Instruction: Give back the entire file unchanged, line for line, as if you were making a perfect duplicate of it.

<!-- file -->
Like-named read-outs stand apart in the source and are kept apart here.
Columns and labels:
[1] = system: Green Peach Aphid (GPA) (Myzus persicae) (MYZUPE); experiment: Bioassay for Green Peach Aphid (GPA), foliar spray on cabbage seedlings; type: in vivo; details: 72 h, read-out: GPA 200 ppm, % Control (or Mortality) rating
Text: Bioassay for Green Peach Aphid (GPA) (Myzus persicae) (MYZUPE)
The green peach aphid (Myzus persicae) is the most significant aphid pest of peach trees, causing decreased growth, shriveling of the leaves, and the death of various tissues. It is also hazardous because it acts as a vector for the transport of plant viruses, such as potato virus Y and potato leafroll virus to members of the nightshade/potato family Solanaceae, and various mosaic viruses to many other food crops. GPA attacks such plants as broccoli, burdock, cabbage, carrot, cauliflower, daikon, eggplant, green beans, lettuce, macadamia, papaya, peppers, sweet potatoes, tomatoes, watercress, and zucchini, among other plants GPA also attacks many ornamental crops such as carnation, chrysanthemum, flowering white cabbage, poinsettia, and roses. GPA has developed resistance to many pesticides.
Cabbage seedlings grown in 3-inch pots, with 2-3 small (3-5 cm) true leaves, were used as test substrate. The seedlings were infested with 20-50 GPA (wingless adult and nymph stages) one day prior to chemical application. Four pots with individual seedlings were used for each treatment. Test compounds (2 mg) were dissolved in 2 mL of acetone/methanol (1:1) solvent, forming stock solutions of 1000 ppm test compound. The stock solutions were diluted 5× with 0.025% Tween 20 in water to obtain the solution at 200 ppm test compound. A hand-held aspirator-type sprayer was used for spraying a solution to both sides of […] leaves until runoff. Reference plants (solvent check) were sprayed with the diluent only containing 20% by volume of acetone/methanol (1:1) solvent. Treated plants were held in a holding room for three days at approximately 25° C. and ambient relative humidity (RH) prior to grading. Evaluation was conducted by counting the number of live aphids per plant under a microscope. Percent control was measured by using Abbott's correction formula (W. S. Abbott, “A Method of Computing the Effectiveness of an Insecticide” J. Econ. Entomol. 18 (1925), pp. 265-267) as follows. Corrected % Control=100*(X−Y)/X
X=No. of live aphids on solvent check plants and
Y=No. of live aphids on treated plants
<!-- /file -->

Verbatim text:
Like-named read-outs stand apart in the source and are kept apart here.
Columns and labels:
[1] = system: Green Peach Aphid (GPA) (Myzus persicae) (MYZUPE); experiment: Bioassay for Green Peach Aphid (GPA), foliar spray on cabbage seedlings; type: in vivo; details: 72 h, read-out: GPA 200 ppm, % Control (or Mortality) rating
Text: Bioassay for Green Peach Aphid (GPA) (Myzus persicae) (MYZUPE)
The green peach aphid (Myzus persicae) is the most significant aphid pest of peach trees, causing decreased growth, shriveling of the leaves, and the death of various tissues. It is also hazardous because it acts as a vector for the transport of plant viruses, such as potato virus Y and potato leafroll virus to members of the nightshade/potato family Solanaceae, and various mosaic viruses to many other food crops. GPA attacks such plants as broccoli, burdock, cabbage, carrot, cauliflower, daikon, eggplant, green beans, lettuce, macadamia, papaya, peppers, sweet potatoes, tomatoes, watercress, and zucchini, among other plants GPA also attacks many ornamental crops such as carnation, chrysanthemum, flowering white cabbage, poinsettia, and roses. GPA has developed resistance to many pesticides.
Cabbage seedlings grown in 3-inch pots, with 2-3 small (3-5 cm) true leaves, were used as test substrate. The seedlings were infested with 20-50 GPA (wingless adult and nymph stages) one day prior to chemical application. Four pots with individual seedlings were used for each treatment. Test compounds (2 mg) were dissolved in 2 mL of acetone/methanol (1:1) solvent, forming stock solutions of 1000 ppm test compound. The stock solutions were diluted 5× with 0.025% Tween 20 in water to obtain the solution at 200 ppm test compound. A hand-held aspirator-type sprayer was used for spraying a solution to both sides of […] leaves until runoff. Reference plants (solvent check) were sprayed with the diluent only containing 20% by volume of acetone/methanol (1:1) solvent. Treated plants were held in a holding room for three days at approximately 25° C. and ambient relative humidity (RH) prior to grading. Evaluation was conducted by counting the number of live aphids per plant under a microscope. Percent control was measured by using Abbott's correction formula (W. S. Abbott, “A Method of Computing the Effectiveness of an Insecticide” J. Econ. Entomol. 18 (1925), pp. 265-267) as follows. Corrected % Control=100*(X−Y)/X
X=No. of live aphids on solvent check plants and
Y=No. of live aphids on treated plants